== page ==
And now that he's had the Stanley Cup at his house, DelNegro spoke for the rest of the group when he said it was actually difficult to describe the feeling.
|The Boston Bruins pose for a team photo as they celebrate their win over the Vancouver Canucks in Game 7 of the NHL hockey Stanley Cup Finals on Wednesday, June 15, 2011, in Vancouver, British Columbia. (AP Photo/The Canadian Press, Jonathan Hayward) |
"Well, you know, like I keep telling everyone, it’s a feeling that’s really hard to describe because it doesn’t happen to a lot of people," he said. "It’s a feeling that’s hard to describe, you don’t have any previous experience to go from.
"It’s indescribable, there’s really no words in the dictionary to describe the feeling."
But having the day enabled him to give back to the people who have supported him throughout his career.
"I have to thank my family. First and foremost, for the support and love...and putting up with me being on the road and the traveling," said DelNegro of his wife Claire and daughter Renee and his extended family -- again echoing the rest of the behind the scenes Bruins.
Repucci said that the B's allowing the support staff to have days with the Cup showed how much of a family the Boston organization really is.
"Oh, yeah. For as much time as we spend with the players and the coaches and everything, we have a pretty tight group and I think the fact that they included us just kind of proves that," he said.
"It’s pretty special to me because I know how hard everybody works for it and it’s the ultimate goal that everybody in hockey wants to do," added Falconer. "So, getting the Cup for a day obviously added on to that and it meant a lot to me and my family as well."
"I was very, very excited because there was a lot of people that I wanted to share it with that sort of had an impact on my life," said Rogalski. "Ultimately I’m very glad I got to do it, but it was a very nice surprise that I was able to do that."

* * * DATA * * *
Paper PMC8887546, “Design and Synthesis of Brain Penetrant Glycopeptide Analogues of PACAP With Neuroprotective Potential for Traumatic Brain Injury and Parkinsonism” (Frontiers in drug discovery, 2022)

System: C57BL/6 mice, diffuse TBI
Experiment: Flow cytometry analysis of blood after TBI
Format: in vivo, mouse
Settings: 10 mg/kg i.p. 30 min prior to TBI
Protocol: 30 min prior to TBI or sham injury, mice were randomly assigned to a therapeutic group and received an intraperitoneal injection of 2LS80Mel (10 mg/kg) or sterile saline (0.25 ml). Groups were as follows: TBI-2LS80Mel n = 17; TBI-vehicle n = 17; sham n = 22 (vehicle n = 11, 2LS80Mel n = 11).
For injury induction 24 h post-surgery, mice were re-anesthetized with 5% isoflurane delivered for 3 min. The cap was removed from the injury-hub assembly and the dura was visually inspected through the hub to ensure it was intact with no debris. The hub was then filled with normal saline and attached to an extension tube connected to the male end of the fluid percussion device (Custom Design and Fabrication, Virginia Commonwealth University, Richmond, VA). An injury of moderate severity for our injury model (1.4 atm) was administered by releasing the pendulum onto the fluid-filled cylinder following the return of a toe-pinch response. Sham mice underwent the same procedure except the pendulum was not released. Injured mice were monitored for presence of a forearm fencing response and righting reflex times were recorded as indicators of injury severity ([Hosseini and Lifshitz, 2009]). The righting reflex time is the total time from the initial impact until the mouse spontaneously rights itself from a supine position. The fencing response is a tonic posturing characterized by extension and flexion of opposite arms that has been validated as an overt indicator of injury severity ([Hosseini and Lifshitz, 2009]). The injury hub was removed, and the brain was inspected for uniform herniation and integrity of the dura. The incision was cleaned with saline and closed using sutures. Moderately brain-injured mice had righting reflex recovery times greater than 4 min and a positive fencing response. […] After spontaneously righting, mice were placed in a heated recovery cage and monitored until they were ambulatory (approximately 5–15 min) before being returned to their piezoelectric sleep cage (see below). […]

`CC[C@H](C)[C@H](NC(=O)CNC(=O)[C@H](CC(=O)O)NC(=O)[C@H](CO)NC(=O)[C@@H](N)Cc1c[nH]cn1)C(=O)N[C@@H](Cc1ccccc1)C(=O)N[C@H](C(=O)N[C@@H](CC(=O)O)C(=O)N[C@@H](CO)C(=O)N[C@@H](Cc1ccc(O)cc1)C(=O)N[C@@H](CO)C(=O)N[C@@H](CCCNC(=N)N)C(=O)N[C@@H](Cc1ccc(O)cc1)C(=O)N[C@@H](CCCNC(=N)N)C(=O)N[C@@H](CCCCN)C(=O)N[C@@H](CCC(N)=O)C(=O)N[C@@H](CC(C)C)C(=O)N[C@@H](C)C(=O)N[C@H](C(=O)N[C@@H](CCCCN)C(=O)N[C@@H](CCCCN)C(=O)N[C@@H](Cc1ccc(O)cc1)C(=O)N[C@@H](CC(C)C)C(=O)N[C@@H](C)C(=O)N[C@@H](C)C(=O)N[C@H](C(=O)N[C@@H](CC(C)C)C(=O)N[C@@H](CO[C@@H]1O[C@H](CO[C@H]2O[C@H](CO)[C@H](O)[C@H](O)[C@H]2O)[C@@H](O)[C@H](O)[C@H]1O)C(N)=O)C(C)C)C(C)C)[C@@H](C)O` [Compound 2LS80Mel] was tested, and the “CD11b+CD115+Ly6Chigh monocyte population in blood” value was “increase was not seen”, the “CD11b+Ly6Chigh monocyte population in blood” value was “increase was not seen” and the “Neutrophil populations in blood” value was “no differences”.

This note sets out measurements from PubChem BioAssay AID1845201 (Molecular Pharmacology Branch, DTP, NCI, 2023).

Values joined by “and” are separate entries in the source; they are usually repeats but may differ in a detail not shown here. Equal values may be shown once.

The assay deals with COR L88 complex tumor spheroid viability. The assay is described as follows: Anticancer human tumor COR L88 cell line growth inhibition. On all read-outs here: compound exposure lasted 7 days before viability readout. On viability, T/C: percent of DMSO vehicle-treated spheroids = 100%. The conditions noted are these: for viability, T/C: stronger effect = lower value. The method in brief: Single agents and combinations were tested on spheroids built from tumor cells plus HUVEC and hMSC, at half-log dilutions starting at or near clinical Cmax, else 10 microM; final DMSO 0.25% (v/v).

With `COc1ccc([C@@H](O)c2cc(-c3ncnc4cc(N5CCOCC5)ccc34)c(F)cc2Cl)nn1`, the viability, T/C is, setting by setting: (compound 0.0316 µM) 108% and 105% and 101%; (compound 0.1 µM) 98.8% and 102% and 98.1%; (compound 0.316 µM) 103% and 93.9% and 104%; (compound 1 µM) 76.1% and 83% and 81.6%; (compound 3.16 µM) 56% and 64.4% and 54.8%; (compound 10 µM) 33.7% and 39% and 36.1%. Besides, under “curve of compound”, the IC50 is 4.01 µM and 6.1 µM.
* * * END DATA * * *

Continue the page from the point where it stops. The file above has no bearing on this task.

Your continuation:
"The emails that I’ve gotten, the 'thank you's' that I’ve gotten, my email box is like completely full," explained Waugh. "So we, all of us as staff members have reached more people than we’ll ever even imagine."
"When I first picked up the cup in Vancouver I knew what an awesome thing that it was," added Repucci. "But when you get to see how happy that people were just to get a picture with it, you really can see how special that it is."
Robinson, who has been with the B's for 23 seasons, said the entire experience has been beyond explanation.
"I can’t even describe how it felt that night, being on the ice and just lifting it up with the team around and the other guys that I work with on the staff, we all got a chance," he said. "It was exciting to watch Donny DelNegro and everybody else that have also been around for many years. It was so much fun. It lived up to everything I dreamt it would and then some.
"The same goes for the day I had it on Saturday. It was more than I dreamed it would be. Just to be around it and to see people's faces and to see their reaction and see older folks crying because they were there the last time we did it, and see new, young Bruins fans get the opportunity to get close to it.
"It’s more than what I ever hoped it would be," he said.